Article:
Tottenham Hotspur are a hot news item as of this writing. This, though, has nothing to do with January transfer.
Instead, it's all about their winning the Premiership title this season.
This idea comes in the wake of Spurs' victory over Everton in midweek, a victory that took them level on points with Manchester United at 45 points after 20 games and leaves them only three points adrift of Manchester City, the current league leader.
Many have since concluded that this is the season in which Tottenham finish above their North London rival, Arsenal.
Naturally, this is not sitting well either with Arsenal fans or players, with both Jack Wilshere and Wojciech Szczęsny confident of their team's chances of finishing above Spurs to maintain a 16-year-long tradition.
At the moment, though, Arsenal are nine points adrift of their rival, but the comparison between the two clubs continues.
While on the one hand this could be a thing of pride to Spurs fans, who must relish their current superior position and their entitled due to gloat over their North London neighbors, on the other, the comparison says a lot about Spurs' psychology.
Luka Modric, like his team, Spurs, powers past David Luiz of London rival, Chelsea.
When, for example, Szczęsny says "getting above Tottenham is the main target; we don't want to finish below them no matter what," Spurs' current psychological advantage cannot be missed. It shows that the measuring standard has reversed, even if momentarily.
But the psychology works the other way around. Even Spurs players cannot but cite Arsenal as a reference point when talking about their ostensible superiority. Here's the opening sentence of a piece published by the Daily Mail in November.
Tottenham's horizons are shifting quickly. After beating Arsenal last month, Rafael van der Vaart spoke of overtaking them.
These are Van der Vaart's words. In them, he measures Spurs' success against Arsenal:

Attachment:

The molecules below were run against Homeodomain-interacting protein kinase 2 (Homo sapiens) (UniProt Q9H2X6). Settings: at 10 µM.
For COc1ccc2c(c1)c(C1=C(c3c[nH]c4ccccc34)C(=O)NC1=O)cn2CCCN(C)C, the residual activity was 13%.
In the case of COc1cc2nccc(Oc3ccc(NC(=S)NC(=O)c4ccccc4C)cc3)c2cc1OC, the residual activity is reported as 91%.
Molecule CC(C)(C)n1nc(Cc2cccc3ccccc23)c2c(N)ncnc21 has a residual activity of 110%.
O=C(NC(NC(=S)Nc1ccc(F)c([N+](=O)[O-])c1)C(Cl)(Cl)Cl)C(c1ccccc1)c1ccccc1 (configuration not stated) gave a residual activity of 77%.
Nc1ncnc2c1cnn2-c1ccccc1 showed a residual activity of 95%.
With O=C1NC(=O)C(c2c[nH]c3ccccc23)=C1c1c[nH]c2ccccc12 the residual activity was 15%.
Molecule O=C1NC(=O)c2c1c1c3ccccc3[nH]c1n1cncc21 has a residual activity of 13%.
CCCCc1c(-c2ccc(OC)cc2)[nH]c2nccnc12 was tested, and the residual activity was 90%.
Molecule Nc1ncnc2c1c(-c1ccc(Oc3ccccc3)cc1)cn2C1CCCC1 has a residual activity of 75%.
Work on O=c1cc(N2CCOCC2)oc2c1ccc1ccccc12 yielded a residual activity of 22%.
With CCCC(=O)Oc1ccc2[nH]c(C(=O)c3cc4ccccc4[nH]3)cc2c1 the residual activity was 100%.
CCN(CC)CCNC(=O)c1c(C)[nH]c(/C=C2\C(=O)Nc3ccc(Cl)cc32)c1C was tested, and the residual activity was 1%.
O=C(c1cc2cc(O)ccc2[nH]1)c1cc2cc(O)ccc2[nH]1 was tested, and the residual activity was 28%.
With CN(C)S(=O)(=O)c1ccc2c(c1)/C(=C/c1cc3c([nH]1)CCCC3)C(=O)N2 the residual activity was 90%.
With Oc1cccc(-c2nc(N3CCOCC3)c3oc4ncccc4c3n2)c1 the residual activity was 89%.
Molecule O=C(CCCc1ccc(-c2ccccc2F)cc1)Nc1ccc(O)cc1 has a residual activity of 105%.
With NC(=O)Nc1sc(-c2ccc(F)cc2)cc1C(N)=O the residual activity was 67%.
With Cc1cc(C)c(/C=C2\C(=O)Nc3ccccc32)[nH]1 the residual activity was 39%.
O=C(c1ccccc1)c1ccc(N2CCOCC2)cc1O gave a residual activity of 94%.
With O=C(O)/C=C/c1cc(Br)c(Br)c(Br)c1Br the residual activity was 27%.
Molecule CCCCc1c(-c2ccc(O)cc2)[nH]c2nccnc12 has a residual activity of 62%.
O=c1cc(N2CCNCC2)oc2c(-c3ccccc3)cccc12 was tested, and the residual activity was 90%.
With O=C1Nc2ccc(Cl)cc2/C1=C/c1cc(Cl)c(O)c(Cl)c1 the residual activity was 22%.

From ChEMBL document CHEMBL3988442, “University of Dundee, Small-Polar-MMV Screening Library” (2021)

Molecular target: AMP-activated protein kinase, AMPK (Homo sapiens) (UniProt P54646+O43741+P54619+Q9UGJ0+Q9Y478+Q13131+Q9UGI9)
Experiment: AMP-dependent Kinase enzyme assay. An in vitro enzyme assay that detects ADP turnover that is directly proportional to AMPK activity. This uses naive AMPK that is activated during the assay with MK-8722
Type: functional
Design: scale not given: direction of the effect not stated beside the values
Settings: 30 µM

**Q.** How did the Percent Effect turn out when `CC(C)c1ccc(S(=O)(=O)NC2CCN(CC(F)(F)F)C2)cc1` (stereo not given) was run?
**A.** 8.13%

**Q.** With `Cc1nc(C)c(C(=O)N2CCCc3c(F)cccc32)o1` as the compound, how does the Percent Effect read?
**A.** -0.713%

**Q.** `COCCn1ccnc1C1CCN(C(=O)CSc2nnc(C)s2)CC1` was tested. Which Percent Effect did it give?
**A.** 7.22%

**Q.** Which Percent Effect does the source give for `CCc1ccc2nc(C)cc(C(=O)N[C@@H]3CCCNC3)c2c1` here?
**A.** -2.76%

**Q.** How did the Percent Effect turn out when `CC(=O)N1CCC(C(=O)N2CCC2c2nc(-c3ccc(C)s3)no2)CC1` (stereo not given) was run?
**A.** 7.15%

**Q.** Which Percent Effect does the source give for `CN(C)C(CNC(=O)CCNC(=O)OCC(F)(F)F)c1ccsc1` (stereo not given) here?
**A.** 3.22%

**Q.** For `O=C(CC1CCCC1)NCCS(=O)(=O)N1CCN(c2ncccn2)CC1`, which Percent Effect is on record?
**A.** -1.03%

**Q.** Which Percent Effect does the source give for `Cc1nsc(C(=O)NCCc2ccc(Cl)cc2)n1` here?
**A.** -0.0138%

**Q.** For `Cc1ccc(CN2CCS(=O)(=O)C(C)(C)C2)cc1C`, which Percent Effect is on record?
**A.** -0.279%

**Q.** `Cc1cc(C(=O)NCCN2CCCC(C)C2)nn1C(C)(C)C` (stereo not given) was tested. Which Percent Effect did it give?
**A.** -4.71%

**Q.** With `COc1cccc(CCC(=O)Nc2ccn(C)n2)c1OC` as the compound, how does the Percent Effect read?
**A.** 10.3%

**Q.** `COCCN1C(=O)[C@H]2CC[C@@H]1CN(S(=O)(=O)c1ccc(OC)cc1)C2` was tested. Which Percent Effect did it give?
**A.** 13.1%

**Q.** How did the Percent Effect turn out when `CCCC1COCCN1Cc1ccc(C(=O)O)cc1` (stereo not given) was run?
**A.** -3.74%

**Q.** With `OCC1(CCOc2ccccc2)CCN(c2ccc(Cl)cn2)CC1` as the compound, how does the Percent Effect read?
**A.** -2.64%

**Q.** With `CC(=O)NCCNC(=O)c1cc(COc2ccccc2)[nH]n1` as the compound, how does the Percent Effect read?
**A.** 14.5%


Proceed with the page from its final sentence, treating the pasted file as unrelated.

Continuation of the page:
We are better than Arsenal. In our last seven games we have won six and drawn once. It's a long season, but I think we have a bigger and better squad.
In early November of last year, Spurs' captain, Ledley King, thought his club is the best in London this season. Like Van der Vaart, he based his conclusion on his team's form—vis-à-vis that of its London rivals—and on the depth of its present squad.
The side is so strong and the squad is strong. In the 11 that played at Fulham, there's not much weakness. We've got a good blend.
We've got Scott Parker who's been fantastic since he's come to the club, then you've got Luka Modric. We've got pace and width, then you've got the two front men. We have got a great mix and balance, good pace at the back.
Still on Spurs' squad, Van der Vaart declares in a recent interview:
I knew we had a great squad when I arrived but there were maybe a few parts missing. Now we have another fantastic striker and signing Scott Parker was really important for us. I think maybe they were the two missing links. Now you can see we are a fantastic team. Everybody can score, everybody can play. It's a nice mix.
Few will dispute the fact that Spurs have a squad strong and deep enough to challenge for the title. A cursory survey reveals Adebayor, Van der Vaart, Aaron Lennon, Gareth Bale, Luka Modric, Scott Parker, Younès Kaboul and Ledley King as the team's core. A strong core surely.
In terms of depth, one finds such experienced and talented players as Steven Pienaar and Giovani dos Santos unable to get games.
The Independent calls the squad a "well-balanced and coherent team."